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Chapter 14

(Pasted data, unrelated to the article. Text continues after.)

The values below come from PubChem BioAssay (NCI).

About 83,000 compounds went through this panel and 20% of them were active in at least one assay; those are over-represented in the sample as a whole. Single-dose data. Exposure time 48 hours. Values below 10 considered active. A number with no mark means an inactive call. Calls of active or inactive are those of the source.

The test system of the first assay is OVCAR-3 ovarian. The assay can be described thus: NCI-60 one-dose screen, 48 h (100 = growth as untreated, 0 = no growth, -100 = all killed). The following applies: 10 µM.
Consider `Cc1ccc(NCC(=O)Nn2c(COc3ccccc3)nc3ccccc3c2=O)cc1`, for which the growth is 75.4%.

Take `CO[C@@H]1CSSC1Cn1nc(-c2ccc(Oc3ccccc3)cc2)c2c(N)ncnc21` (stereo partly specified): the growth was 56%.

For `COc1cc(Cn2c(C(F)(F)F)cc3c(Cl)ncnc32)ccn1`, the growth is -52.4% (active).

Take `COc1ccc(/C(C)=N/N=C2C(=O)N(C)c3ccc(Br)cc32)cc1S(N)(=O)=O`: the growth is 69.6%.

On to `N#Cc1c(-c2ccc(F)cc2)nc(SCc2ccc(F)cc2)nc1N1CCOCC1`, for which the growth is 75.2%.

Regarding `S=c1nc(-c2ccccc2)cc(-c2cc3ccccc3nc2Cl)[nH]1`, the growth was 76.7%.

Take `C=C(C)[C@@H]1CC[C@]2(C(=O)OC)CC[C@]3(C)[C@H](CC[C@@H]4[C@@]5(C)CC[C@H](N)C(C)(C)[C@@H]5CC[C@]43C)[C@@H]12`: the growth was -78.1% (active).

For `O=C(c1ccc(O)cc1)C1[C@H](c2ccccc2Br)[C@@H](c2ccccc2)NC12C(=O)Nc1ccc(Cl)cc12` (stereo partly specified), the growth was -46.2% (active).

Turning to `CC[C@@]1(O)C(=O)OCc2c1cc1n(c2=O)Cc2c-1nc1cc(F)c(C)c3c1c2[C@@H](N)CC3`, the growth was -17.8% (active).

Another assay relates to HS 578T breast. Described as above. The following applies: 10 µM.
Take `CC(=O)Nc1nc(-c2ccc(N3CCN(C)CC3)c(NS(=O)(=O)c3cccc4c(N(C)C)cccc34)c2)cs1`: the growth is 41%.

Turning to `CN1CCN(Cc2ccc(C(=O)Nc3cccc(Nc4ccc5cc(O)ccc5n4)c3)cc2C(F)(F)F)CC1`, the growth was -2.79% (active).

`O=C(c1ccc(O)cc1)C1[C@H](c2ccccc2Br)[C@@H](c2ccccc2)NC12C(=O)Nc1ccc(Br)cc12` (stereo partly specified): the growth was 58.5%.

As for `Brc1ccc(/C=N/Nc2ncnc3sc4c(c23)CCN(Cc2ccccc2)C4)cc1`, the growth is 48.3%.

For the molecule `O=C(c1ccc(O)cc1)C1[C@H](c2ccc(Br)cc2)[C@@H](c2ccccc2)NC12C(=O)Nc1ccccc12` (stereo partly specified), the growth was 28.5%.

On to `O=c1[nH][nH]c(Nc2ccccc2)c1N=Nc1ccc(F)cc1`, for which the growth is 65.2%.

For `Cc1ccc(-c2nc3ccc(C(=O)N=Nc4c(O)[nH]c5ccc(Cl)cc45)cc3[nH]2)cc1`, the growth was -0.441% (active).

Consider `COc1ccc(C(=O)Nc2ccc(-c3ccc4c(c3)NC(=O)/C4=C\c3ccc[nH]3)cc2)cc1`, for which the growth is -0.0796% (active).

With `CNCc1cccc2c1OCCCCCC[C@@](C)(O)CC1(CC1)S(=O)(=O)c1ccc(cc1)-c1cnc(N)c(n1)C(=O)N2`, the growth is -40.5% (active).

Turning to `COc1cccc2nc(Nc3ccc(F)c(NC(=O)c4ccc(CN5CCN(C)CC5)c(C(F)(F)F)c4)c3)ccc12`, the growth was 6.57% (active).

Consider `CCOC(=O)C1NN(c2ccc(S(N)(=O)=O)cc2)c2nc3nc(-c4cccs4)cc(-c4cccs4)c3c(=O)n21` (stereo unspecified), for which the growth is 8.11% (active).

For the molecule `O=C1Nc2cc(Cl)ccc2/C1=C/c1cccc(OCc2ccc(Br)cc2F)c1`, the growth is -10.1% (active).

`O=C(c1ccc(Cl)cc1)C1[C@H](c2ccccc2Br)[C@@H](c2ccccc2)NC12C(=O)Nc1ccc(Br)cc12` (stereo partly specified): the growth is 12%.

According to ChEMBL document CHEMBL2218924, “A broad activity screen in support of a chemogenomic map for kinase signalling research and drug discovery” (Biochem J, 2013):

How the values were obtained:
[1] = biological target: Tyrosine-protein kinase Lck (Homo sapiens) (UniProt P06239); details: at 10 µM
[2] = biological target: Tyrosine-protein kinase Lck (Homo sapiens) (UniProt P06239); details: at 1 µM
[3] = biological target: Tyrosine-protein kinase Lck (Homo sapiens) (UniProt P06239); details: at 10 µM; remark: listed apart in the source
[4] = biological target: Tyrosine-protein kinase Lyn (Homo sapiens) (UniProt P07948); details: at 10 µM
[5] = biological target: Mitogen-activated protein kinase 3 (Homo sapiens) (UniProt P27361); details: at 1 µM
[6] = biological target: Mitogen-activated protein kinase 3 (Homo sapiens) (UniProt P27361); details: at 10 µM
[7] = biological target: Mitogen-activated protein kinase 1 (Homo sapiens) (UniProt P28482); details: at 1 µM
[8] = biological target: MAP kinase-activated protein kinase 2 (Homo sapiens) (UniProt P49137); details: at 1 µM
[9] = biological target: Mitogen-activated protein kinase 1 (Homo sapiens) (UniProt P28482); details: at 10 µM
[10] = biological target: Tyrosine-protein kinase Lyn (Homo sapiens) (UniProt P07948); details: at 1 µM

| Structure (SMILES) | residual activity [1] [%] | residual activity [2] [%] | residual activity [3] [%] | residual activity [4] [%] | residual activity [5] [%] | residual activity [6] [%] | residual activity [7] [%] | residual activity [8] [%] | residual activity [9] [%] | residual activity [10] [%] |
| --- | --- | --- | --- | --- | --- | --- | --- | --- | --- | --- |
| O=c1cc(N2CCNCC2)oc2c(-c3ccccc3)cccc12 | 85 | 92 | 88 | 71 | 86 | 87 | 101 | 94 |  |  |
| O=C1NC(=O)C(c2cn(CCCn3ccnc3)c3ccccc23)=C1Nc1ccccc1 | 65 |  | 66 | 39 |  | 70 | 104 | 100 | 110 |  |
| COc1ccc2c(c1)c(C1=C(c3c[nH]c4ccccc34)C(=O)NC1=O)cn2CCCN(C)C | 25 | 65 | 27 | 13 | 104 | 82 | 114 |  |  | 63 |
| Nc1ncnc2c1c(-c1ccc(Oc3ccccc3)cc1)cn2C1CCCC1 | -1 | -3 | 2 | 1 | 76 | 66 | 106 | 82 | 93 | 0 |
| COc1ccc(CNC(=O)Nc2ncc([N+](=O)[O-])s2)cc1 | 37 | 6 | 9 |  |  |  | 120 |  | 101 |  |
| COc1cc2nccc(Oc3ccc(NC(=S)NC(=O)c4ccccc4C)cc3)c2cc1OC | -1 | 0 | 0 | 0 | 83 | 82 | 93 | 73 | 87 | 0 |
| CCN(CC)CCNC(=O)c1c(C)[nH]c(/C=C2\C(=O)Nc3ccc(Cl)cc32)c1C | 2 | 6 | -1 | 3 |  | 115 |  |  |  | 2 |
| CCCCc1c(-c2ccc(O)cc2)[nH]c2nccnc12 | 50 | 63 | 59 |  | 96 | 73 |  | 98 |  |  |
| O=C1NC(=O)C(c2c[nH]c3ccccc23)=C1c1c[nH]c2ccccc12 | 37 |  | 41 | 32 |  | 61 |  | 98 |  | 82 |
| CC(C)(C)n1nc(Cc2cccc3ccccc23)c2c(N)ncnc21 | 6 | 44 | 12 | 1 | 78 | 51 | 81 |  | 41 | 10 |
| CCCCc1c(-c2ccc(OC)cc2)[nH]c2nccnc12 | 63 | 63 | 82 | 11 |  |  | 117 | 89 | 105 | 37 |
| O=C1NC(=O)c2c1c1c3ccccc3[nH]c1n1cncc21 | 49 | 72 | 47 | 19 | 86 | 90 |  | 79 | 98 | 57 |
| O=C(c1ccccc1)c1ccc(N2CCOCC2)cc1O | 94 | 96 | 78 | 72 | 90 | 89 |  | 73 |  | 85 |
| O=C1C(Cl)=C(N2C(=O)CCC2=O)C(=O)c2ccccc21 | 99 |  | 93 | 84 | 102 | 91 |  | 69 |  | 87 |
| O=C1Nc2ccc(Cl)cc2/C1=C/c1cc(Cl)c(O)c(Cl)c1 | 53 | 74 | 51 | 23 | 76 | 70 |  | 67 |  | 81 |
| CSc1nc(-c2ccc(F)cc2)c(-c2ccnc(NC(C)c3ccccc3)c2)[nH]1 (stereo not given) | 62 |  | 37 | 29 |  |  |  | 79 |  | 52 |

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University of Toronto 1 PSYB65: Human Brain and Behavior Sayanutha Niranjan Chapter 14: Human Brain Damage When a brain suffers significant damage, no amount of effort can restore the brain back to its original healthy state A CNS lesion (meaning “to hurt”) is an area of damaged neural tissue, including the loss of cells or discontinuity of previously present connections Causes of Brain Damage Tumor (aka “ Neoplasms” & “space occupying lesions”)  A mass of new and abnormal tissue that is not beneficial to surrounding structures and the body.  They can cause damage to the CNS by causing pressure and taking up space of the CNS and are space occupying lesions.  These differ depending on the type of cell it grows from, how fast it grows (infiltrate), if it invades neurons, destroys neural tissue(encapsulated), if it has clear borders, and its likelihood of recurrence.  The location and size of a tumor also influence neurological effects, for example a tumor of the pituitary may affect vision, as it would cause pressure on the adjacent optic chiasm. They can also release toxins. There are 2 types:  Benign: these tumors are likely to not reappear after removal and are non cancerous.  Malignant: these tumors are likely to reappear after removal and are cancerous. There are 4 types of brain tumors: those that originate from glial cells, the meninges, nervous tissue or other parts of the body already infected with tumor 1) Tumors Arising from Glial Cells:  Gliomas: tumors that arise from glial cells.  There are 3 types of gliomas: 1. Astrocytoma: tumors that arise from the growth of astrocytes.  These do not grow quickly, and are usually benign and encapsulated (therefore cause damage by pressure or invading neural tissue).  These can be treated easily if they are in a convenient location. 2. Glioblastoma: tumors that grow quickly are highly malignant, non- encapsulated, opposite of astrocytomas. 1 University of Toronto 2 PSYB65: Human Brain and Behavior Sayanutha Niranjan 3. Medulloblastoma: an uncommon type of glioma, highly malignant, and invasive. These tend to form around the cerebellum and brainstem early in life. 2) Tumors Arising from the Meninges:  Meningiomas: tumors that grow out of the meninges, specifically the dura matter. Since these grow outside of the CNS they are usually encapsulated and benign, and cause harm from pressure. 3) Metastatic Tumors : also known as metastases, are secondary tumors formed from migrated tumor tissue. If a tumor forms elsewhere in the body, usually outside the CNS, and if not treated, it can metastasize and enter the blood system and be spread around the body. If one-tumor results it is a simple metastatic tumor, if multiple form it is a multiple metastatic tumor. 4) Neuropsychological Effects of Tumors:  Behavioral symptoms that arise from the formation of a tumor vary widely, just as the size, locations, cell type and growth rate of the tumors varies  E.g tumors of the pituitary gland can have behavioral symptoms of those similar to those of a visual cortex tumor  Tumor can also epileptic seizures and release substances that are toxic to the brain  If the tumor was formed in the ventricles  toxins can be transported easily from the site of origin, producing lesions and behavioral deficits – not confined to the region where the tumor is growing Cerebrovascular Disorders Cerebrovascular Disorder: an illness that occurs when blood supply to the brain is interrupted.  This can occur suddenly, gradually, complete, relative, permanent, or transient.  These create lesions that allow psychologists to study parts and functions of the brain. Cerebrovascular Accident (CVA): a class of cerebrovascular disorders resulting in an interruption to brain blood supply.  This can occur suddenly with a blood clot or artery break or gradually as a result of plaque buildup.  They can also be caused by congenital defects or physical trauma.  Surgery can be used to clip damaged areas, break up thromboses and embolisms, and anticoagulant drugs can prevent blockages. Cerebral Ischemia: a lack of blood supply to the brain as a result of a CVA. 2 University of Toronto 3 PSYB65: Human Brain and Behavior Sayanutha Niranjan  If this occurs long enough, it can cause neuron death, and the damaged area is known as an infarct.  This can be large or small depending on where and the size of the artery affected. Thrombosis: when a blood clot forms within a cerebral blood vessel that stays at the point of origin.  These can also occur in other areas of the body, ex. In the heart would cause a heart attack.  This may be caused by atherosclerosis where cholesterol and plaque build up in the arteries.  This occurs gradually along with its neuropsychological symptoms, and usually in areas of bifurcation where one artery splits into 2. Embolism: when a blood clot forms within a cerebral blood vessel that can break off and travel in the bloodstream.  The blockage occurs when the blood clot moves from a wide to a thin artery.  The obstruction is sudden and complete, however this can be very dangerous if not relieved quickly. Hemorrhage: when there is an interruption in blood supply to the brain due to the breakage of a blood vessel.  A thrombosis or embolism may cause great pressure causing the vessel to break.  Also, if the vessel has a weak spot, called an aneurysm or high blood pressure called hypertension, or the piercing with an object like a bullet can cause a breakage.  This can cause pressure compressing parts of the brain away from the bleed or displacement of neural centers critical for basic functions. Intracerebral Hemorrhage: usually caused by hypertension, occurs within the brain.  This is a result of an interruption in blow flow, toxicity of uncontained blood, and pressure buildup at and away from the site. Subarachnoid Hemorrhage: involves sudden bleeding in the subarachnoid space (b/w pia mater and the arachnoid layers), as a result of hypertension.  The biggest threat is the pressure caused by the buildup of blood.  These tend to not recur.  Symptoms  severe and sudden headache, nausea or even vomiting and perhaps loss of consciousness Arteriovenous Malformation (AVM): weak, malformed arteries and vessels that have extra or missing connections resulting in abnormal blood flow, usually along the middle cerebral artery.  If these bleed, they release small amounts of blood over a long period of time and can occur more than once or not at all.  Therefore, damage is not due to pressure but due to areas being subject to toxic blood. 3 University of Toronto 4 PSYB65: Human Brain and Behavior Sayanutha Niranjan Aneurysm: an area of an artery that has a weak spot that can burst. Depending on the location and speed of leaking it can range from less harmful to fatal. Head Injuries Traumatic Brain Injury: leading cause of closed head injury. Acquired brain injury  Various cognitive impairment based on the severity of the injury  Common impairments – difficulties with executive skills, short-term memory and concentration Closed Head Injuries: an injury in which an individual receives a blow to the head, not penetrating the skull or meninges. 